A Line of Mice Selected for High Blood Ethanol Concentrations Shows Drinking in the Dark to Intoxication

Portland Alcohol Research Center, Portland, Oregon, USA.
Biological psychiatry (Impact Factor: 10.26). 04/2009; 65(8):662-70. DOI: 10.1016/j.biopsych.2008.11.002
Source: PubMed


Many animal models of alcoholism have targeted aspects of excessive alcohol intake (abuse) and dependence. In the rodent, models aimed at increasing alcohol self-administration have used genetic or environmental manipulations, or their combination. Strictly genetic manipulations (e.g., comparison of inbred strains or targeted mutants, selective breeding) have not yielded rat or mouse genotypes that will regularly and voluntarily drink alcohol to the point of intoxication. Although some behavioral manipulations (e.g., scheduling or limiting access to alcohol, adding a sweetener) will induce mice or rats to drink enough alcohol to become intoxicated, these typically require significant food or water restriction or a long time to develop. We report progress toward the development of a new genetic animal model for high levels of alcohol drinking.
High Drinking in the Dark (HDID-1) mice have been selectively bred for high blood ethanol concentrations (BEC, ideally exceeding 100 mg%) resulting from the ingestion of a 20% alcohol solution.
After 11 generations of selection, more than 56% of the population now exceeds this BEC after a 4-hour drinking session in which a single bottle containing 20% ethanol is available. The dose of ethanol consumed also produced quantifiable signs of intoxication.
These mice will be useful for mechanistic studies of the biological and genetic contributions to excessive drinking.

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Available from: Pamela Metten, Oct 10, 2015
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    • "The DID phenotype is genetically influenced, since studies with inbred mouse strains have indicated similar DID alcohol consumption within strains and different levels of DID alcohol consumption across strains (Rhodes et al. 2007). Furthermore, successful selective breeding for high blood ethanol levels achieved during DID has been accomplished, leading to replicate selected HDID1 and HDID2 mouse lines (Crabbe et al. 2009). In these animals, the blood ethanol concentration correlates with the amount of alcohol consumed in the DID protocol. "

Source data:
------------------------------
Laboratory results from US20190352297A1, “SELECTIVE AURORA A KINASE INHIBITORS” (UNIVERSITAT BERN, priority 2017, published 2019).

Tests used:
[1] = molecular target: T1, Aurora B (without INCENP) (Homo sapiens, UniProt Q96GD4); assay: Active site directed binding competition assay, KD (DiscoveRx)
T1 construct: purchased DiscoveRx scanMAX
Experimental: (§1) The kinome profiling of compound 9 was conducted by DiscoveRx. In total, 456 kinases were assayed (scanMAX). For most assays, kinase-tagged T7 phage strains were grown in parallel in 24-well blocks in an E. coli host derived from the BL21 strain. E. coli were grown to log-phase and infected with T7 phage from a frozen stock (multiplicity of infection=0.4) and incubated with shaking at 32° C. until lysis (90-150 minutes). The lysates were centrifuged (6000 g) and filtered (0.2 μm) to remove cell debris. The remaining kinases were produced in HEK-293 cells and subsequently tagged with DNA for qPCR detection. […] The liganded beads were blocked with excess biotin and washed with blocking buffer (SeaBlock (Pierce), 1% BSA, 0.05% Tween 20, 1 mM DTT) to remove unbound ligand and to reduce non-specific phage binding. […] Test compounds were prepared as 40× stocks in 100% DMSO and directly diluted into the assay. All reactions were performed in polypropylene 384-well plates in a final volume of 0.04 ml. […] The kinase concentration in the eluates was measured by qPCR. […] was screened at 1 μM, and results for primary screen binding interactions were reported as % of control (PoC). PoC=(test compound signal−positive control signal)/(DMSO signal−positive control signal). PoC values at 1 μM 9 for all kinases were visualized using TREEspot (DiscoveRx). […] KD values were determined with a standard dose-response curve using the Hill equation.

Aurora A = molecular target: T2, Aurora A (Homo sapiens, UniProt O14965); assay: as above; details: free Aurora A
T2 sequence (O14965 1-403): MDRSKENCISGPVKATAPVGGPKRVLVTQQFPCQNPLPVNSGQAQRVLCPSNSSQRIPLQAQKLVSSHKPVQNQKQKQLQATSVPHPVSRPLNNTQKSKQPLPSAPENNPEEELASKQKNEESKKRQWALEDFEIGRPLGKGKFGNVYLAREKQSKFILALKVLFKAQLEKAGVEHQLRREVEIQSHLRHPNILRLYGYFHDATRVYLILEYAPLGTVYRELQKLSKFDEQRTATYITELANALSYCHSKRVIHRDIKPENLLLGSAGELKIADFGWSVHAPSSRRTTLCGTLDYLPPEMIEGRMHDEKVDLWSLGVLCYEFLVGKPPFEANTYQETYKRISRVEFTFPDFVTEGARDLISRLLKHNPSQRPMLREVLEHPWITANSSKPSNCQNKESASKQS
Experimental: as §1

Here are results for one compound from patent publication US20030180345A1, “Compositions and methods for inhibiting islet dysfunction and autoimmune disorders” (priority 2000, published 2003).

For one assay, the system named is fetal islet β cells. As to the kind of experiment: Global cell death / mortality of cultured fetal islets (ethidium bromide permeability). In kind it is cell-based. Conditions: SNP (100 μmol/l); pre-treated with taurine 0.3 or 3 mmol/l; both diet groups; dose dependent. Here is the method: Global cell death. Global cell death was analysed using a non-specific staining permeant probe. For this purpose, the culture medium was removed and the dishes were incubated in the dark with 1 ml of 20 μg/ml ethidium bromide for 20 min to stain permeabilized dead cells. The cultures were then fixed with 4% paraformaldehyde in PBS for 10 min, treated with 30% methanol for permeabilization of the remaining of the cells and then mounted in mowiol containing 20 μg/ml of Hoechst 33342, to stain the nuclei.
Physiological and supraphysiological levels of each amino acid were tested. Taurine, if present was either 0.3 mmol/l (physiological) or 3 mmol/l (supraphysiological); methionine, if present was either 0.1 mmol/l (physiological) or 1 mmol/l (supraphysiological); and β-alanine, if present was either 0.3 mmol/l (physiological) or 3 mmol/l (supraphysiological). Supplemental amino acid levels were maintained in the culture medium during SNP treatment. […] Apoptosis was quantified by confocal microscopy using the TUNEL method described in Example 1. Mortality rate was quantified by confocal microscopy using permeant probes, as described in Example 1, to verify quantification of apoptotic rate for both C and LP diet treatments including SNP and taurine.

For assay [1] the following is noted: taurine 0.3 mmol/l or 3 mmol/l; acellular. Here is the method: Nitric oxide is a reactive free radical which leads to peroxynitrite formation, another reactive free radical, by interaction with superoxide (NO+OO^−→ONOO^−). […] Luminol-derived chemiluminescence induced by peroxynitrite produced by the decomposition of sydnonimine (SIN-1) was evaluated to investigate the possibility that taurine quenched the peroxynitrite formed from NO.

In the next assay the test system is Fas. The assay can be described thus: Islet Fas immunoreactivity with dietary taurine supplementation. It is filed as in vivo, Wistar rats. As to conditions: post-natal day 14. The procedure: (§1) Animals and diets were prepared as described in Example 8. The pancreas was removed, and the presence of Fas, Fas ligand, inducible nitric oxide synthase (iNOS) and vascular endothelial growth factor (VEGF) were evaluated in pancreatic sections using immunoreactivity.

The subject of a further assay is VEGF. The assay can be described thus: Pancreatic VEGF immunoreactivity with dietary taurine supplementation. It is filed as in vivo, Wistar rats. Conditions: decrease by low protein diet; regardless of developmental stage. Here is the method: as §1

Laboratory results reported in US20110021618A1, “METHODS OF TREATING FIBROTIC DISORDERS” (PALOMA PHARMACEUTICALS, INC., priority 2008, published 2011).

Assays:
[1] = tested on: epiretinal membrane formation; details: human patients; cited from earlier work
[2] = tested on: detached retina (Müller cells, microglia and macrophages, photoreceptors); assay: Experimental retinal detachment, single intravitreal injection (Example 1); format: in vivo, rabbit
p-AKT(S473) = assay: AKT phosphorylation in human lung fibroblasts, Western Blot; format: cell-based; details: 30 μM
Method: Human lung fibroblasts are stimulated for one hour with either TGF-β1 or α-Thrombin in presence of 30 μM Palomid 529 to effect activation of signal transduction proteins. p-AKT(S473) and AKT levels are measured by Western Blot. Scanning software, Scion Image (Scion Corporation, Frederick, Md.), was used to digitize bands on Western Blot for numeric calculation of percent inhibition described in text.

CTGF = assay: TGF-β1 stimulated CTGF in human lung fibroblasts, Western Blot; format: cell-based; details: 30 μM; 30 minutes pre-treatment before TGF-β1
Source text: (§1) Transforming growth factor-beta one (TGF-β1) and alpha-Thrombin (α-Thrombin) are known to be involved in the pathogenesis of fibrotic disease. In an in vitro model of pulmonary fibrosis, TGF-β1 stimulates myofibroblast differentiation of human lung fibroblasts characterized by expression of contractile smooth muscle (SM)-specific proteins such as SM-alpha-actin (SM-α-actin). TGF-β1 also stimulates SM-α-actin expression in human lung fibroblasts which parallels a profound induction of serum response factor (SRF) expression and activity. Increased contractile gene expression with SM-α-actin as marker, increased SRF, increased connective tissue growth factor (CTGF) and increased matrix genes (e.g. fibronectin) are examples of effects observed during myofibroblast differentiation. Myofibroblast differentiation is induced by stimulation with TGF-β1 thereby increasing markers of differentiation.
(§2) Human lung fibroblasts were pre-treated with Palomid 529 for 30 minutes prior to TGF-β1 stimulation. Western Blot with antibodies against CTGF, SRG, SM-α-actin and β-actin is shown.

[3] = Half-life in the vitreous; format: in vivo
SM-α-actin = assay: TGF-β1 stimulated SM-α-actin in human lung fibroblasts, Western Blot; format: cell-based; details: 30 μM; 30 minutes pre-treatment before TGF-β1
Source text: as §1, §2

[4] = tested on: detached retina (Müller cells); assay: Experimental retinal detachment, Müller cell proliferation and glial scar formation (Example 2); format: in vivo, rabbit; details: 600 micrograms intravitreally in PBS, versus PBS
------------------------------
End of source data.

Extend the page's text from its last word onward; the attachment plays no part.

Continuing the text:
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    ABSTRACT: The ILSXISS (LXS) recombinant inbred (RI) panel of mice is a valuable resource for genetic mapping studies of complex traits, due to its genetic diversity and large number of strains. Male and female mice from this panel were used to investigate genetic influences on alcohol consumption in the “drinking in the dark” (DID) model. Male mice (38 strains) and female mice (36 strains) were given access to 20 % ethanol during the early phase of their circadian dark cycle for four consecutive days. The first principal component of alcohol consumption measures on days 2, 3, and 4 was used as a phenotype (DID phenotype) to calculate QTLs, using a SNP marker set for the LXS RI panel. Five QTLs were identified, three of which included a significant genotype by sex interaction, i.e., a significant genotype effect in males and not females. To investigate candidate genes associated with the DID phenotype, data from brain microarray analysis (Affymetrix Mouse Exon 1.0 ST Arrays) of male LXS RI strains were combined with RNA-Seq data (mouse brain transcriptome reconstruction) from the parental ILS and ISS strains in order to identify expressed mouse brain transcripts. Candidate genes were determined based on common eQTL and DID phenotype QTL regions and correlation of transcript expression levels with the DID phenotype. The resulting candidate genes (in particular, Arntl/Bmal1) focused attention on the influence of circadian regulation on the variation in the DID phenotype in this population of mice.
    Mammalian Genome 01/2015; 26(1-2). DOI:10.1007/s00335-014-9553-8 · 3.07 Impact Factor
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    • "different circa - dian phenotypes . In high and low alcohol - preferring mice ( HAP - 1 and LAP - 1 , respectively ) , HAP - 1 mice have shorter circadian periods in constant darkness ( DD ) than LAP - 1 mice ( Hofstetter , Grahame , & Mayeda , 2003 ) . Other high drinking mouse lines , such as the High Drinking in the Dark ( HDID - 1 and Ϫ2 ) , ( Crabbe et al . , 2009 ; Crabbe , Spence , Brown , & Metten , 2011 ; Rhodes , Best , Belknap , Finn , & Crabbe , 2005 ) , display shorter free - running periods and less coherent activity rhythms in LL relative to the genetically heterogeneous progenitor line ( Hs / Npt ) controls ( Mc - This document is copyrighted by the American Psychological Association o"